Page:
derek jeter getty

The Yankees: 1901-2014

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Mike Lupica reflects on the End of The Jeter Era and he has some hard truths to tell you all: the party is over. When Jeter is gone, so too is everything great about the Yankees. And, while all of those championship rings were great  . . .

. . .  once Jeter is gone, there is no one who connects to any of that. There really is no one. It is why the notion that Jeter got too much money in that last contract scrum he had with the Yankees a few years ago was always so chowderheaded, and short-sighted. Or it was just people just thinking and saying what the people running the Yankees wanted them to think and say. You could never properly quantify what Jeter has meant to the brand, and still means . . . The Yankees will go on, and will win again. It just won’t be like the winning they got from Jeter and Bernie and Mo, Pettitte and Posada. And Paul O’Neill. There will never again be a time like this. Jeter takes that with him. They can buy a lot at Yankee Stadium, maybe even one more postseason for Derek Jeter.

But when he goes, in all the ways that matter at the Stadium, there is no one.

If you’ll excuse me, I’ll be digging into the microfiche to find those columns about how “it’s all over, there is no one” following Babe Ruth, Lou Gehirg, Joe DiMaggio, and Mickey Mantle’s retirements. About how, once Reggie left for Anaheim, the Yankees ceased to be. Or maybe I’ll find a bit less maudlin sentiment and a bit more perspective. Who knows until I look!

Or maybe I’ll just note that A-Rod was the driving force behind the last Yankees championship and that he’ll still be around next year. And, before you say that Lupica isn’t considering that, oh baby, he is:

What does Alex Rodriguez think about when he watches the reception Jeter got in Minneapolis the other night?

What does Rodriguez think about when he watches the All-Star Game?

Does he finally have some awareness that he did this to himself, or is he still blaming everybody else — including the lawyers he hasn’t paid — for everything that has ever happened to him?

I’m assuming he’s thinking far less about it than Lupica is.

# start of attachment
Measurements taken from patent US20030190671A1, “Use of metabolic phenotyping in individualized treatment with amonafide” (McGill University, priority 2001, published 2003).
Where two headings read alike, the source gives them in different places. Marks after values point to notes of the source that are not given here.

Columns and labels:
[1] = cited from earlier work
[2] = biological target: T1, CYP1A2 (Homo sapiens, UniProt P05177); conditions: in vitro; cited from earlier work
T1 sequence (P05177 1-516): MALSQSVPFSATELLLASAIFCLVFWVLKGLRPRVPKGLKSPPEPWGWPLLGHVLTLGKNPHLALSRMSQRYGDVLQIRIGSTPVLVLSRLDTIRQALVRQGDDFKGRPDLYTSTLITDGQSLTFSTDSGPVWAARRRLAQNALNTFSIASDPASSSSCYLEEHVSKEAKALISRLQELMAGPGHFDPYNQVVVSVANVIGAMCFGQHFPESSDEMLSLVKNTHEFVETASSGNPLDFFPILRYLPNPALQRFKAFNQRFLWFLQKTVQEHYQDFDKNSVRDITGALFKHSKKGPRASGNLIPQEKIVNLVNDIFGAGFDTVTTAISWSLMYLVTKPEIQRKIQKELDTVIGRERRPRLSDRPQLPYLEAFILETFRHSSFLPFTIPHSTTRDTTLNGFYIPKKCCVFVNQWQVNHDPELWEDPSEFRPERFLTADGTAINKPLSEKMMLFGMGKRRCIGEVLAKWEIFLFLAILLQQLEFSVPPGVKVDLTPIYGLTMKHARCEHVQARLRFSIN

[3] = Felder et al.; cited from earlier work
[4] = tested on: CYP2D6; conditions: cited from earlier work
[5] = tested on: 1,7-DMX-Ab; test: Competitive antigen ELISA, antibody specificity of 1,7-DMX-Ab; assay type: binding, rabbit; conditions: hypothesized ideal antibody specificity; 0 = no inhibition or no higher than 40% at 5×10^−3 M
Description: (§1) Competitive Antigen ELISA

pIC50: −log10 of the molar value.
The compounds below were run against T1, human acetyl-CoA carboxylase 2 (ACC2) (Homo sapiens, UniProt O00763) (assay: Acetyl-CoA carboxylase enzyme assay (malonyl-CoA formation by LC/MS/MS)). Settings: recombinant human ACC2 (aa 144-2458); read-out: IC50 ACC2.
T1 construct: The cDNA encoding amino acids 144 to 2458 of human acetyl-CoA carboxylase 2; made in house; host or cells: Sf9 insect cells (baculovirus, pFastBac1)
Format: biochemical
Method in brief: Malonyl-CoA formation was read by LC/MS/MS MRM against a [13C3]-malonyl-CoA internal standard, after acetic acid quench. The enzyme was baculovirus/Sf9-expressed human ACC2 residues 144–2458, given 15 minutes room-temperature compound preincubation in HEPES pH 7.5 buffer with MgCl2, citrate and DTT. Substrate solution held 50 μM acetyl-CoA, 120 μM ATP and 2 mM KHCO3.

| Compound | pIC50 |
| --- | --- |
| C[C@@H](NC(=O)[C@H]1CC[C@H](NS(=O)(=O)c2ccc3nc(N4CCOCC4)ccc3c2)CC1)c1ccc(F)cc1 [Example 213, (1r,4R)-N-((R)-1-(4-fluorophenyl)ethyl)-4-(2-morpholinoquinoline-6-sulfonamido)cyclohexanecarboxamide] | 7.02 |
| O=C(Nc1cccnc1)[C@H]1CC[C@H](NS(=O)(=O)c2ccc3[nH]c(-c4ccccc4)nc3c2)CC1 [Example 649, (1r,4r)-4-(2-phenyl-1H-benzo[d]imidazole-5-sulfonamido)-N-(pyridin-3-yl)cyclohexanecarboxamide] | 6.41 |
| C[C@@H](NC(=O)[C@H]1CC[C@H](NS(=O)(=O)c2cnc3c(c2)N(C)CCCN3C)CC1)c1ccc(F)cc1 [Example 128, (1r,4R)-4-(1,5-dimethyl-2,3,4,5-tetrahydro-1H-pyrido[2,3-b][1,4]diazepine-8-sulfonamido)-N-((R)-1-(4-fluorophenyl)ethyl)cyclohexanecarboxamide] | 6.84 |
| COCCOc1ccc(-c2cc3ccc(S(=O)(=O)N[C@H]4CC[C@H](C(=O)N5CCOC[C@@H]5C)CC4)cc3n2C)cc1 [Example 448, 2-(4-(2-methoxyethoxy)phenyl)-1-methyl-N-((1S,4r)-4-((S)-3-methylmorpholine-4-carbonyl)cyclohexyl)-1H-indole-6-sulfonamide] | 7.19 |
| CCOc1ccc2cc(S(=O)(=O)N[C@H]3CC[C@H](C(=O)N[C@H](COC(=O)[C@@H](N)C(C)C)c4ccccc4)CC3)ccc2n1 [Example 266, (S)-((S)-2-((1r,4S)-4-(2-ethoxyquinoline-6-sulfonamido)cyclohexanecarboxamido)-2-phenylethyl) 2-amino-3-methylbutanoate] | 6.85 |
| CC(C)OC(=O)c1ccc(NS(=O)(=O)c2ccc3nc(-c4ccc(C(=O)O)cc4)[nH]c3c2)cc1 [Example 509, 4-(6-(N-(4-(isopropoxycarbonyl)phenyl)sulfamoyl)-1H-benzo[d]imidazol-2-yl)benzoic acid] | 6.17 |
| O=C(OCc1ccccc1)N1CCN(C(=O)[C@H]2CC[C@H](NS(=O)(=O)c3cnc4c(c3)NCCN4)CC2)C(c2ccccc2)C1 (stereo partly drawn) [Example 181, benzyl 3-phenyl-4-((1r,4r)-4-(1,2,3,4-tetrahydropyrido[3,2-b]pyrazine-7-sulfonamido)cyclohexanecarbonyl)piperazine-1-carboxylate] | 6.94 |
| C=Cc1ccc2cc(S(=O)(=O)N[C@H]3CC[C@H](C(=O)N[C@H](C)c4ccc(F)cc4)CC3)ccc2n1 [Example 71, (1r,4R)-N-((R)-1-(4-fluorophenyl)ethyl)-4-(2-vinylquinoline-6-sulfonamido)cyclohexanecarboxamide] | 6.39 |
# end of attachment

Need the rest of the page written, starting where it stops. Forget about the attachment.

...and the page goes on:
Report: Royals and Eric Hosmer have discussed a long-term contract extension

SAN DIEGO, CA - JULY 12:  Eric Hosmer #35 of the Kansas City Royals and the American League rounds the bases after hitting a home run against the National League in the 2nd inning of the 87th Annual MLB All-Star Game at PETCO Park on July 12, 2016 in San Diego, California.  (Photo by Denis Poroy/Getty Images)
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Ken Rosenthal of FOX Sports reports that the Royals and first baseman Eric Hosmer have discussed a long-term contract extension. However, Hosmer also indicated that he will head into free agency if a deal is not consummated by Opening Day.

Hosmer, 27, avoided arbitration with the Royals last month, agreeing to a $12.25 million salary for the 2017 season. He is one of four key Royals players who can become a free agent after the season along with Mike Moustakas, Alcides Escobar, and Lorenzo Cain. If Hosmer does reach free agency, he would arguably be the top free agent first baseman.

Hosmer finished the past season hitting .266/.328/.433 with 25 home runs and 104 RBI while making his first All-Star team.

Yankees sign Jon Niese to a minor league deal

PHOENIX, AZ - AUGUST 17:  Jonathon Niese #49 of the New York Mets delivers a pitch during the first inning against the Arizona Diamondbacks at Chase Field on August 17, 2016 in Phoenix, Arizona.  (Photo by Jennifer Stewart/Getty Images)
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Joel Sherman of the New York Post reports that the Yankees have signed pitcher Jon Niese to a minor league contract, pending a physical. Assuming the deal is finalized, Sherman notes that the Yankees will have Niese work as both a starter and a reliever in big league camp this spring.

According to Sherman, the Yankees were interested in lefty relievers Jerry Blevins and Boone Logan, but didn’t want to commit at their asking prices. They are looking for a lefty set-up man along with Tommy Lane.

Niese, 30, pitched for the Pirates and Mets last season, finishing with a 5.50 ERA and an 88/47 K/BB ratio over 121 innings.